The study of these humors and other "scientific" aspects of medicine was not for the uneducated. Attendance at a university was mandatory for those wishing to prescribe treatment for the ill; the punishment for the medieval equivalent of "practicing medicine without a license" was to be burned at the stake. That women were admitted to schools of medicine is evidenced not only by the names of women as faculty (the University of Bologna, for example, shows one Allessandra Giliani , the teacher of a physician known as Mondino, who was the first to teach anatomy through dissection), but also by laws defining what was and was not proper training for a physician. A French edict of 1311 forbade "unauthorized women" to practice surgery, recognizing their equal right to practice if they had been examined by a board of surgeons appointed by the city of Paris.
Some modern critics have assumed that women physicians specialized only in midwifery, but in fact women could specialize in any of a number of fields. One of Trotula's female colleagues, known as Abella , specialized in bodily fluids. Her two books, On Black Bile and The Nature of Seminal Fluid, show that women at Salerno were not trained exclusively in female health. Mercuriade of Salerno , another of the Salernitan School, wrote treatises entitled On Crises in Pestilent Fever and The Cure of Wounds, and Rebecca Guarna was the author of On Fevers, On the Urine, and On the Embryo. (The works of all these authors except Trotula's have been lost.)
Trotula's treatments reflect the best knowledge of her time period, and much of it appears strange to modern readers. Women were supposed to be composed mainly of cold and moist humors, and men of hot and dry humors (the opposition of these characteristics was assumed to draw them together, in an attempt to achieve a kind of equilibrium). A lack of balance in these humors could cause any number of ailments whose cure was to be effected by redressing the balance. Different herbs, minerals, and parts of animals (e.g., hooves or bones) also had different characteristics of moist and dry, hot and cold, and they could be used to offset an excess or lack of one of the humors. These ingredients were ingested in any number of ways: drunk in a tea, rubbed into the skin in an ointment, eaten, worn on the skin in a bag, inserted as a pessary or a suppository, or inhaled in smoke. In fact, some ailments of the uterus were to be treated by having the patient squat over a smoke made of certain herbs, having first taken the precaution to "anoint her vulva inside with cold ointments lest she be irritated."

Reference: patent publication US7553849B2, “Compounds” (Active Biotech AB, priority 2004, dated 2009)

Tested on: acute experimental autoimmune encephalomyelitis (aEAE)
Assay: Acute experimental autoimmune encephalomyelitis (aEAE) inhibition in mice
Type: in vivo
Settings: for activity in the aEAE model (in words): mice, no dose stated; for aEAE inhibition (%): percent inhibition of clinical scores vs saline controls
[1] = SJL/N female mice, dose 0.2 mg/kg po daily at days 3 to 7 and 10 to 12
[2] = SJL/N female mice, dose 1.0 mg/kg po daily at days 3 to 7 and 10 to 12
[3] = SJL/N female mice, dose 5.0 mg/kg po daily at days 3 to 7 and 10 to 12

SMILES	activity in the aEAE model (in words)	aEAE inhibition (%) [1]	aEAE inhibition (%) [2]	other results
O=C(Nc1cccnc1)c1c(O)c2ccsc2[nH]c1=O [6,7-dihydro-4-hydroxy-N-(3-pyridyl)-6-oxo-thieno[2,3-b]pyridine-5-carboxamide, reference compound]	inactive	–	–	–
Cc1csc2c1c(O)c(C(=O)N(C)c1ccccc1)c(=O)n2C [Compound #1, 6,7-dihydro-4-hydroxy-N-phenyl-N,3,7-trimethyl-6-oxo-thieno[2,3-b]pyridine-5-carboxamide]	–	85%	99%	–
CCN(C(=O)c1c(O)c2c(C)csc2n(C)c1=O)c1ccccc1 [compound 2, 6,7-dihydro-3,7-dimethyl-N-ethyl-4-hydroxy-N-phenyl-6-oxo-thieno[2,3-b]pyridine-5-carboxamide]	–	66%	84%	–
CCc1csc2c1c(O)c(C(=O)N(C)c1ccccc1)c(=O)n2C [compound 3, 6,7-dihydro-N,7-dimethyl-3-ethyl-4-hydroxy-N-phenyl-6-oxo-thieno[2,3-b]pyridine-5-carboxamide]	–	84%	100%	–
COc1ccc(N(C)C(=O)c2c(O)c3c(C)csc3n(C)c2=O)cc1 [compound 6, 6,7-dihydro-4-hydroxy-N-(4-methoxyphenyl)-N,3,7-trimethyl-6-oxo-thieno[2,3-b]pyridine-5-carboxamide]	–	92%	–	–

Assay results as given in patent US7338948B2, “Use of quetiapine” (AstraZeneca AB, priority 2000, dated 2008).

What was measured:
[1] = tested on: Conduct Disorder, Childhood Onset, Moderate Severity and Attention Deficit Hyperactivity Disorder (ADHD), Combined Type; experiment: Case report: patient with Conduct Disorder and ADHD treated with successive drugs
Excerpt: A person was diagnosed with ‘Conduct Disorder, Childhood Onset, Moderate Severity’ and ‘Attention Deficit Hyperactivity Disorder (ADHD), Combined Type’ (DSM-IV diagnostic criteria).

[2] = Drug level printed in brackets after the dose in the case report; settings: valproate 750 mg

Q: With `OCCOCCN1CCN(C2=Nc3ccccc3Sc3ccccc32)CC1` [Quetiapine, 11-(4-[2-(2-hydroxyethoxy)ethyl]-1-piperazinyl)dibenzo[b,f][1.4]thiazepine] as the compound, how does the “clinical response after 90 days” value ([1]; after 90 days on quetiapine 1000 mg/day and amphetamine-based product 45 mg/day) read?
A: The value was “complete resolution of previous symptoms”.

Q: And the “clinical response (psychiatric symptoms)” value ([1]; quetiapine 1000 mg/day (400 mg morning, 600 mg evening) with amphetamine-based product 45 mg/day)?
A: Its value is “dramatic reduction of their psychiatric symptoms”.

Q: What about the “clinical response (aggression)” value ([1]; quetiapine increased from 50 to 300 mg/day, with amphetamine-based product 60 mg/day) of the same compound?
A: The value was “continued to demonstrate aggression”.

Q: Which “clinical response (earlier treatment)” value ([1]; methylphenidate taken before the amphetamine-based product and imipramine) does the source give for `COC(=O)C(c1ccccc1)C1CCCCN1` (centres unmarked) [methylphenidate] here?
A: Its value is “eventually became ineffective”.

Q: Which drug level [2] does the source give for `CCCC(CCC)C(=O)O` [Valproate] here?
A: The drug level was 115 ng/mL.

Ingredients of some of the medications Trotula prescribed are familiar: carrots, eggs, clover, laurel, ginger, pennyroyal; some have qualities that are recognized as medications today: willow (related to the ingredient in aspirin), mint, sal ammoniac. Others have fallen into disfavor in the intervening centuries: weasel's testicles worn next to the skin (making sure that the weasel stayed alive through its surgery), eagle dung drunk in water, stag's horn mixed with ashes of a nettle, the womb of a virgin goat carried on the skin (to prevent conception).
Giliani, Allessandra (1307–1326)
Italian who pioneered anatomical dissection. Name variations: Alessandra. Born in 1307; died in 1326.
It is likely that most of these "cures" derived from folk medicine, with infusions from the learning of the other cultures that held sway in Southern Europe. But where Trotula really left her mark was in her discussion of surgery. In speaking of childbirth, she emphasizes the importance of preventing tears to the perineum, instructing the attendant to press on the area with a folded-up linen cloth during delivery. If the perineum should tear nonetheless, Trotula provides detailed and precise instructions as to how to stitch up the area. This is the first written example of a perineorrhaphy in medical literature, and the technique described is not much different from modern practice.
I could find no one [in Salerno] practiced in medical arts but a certain very learned noblewoman.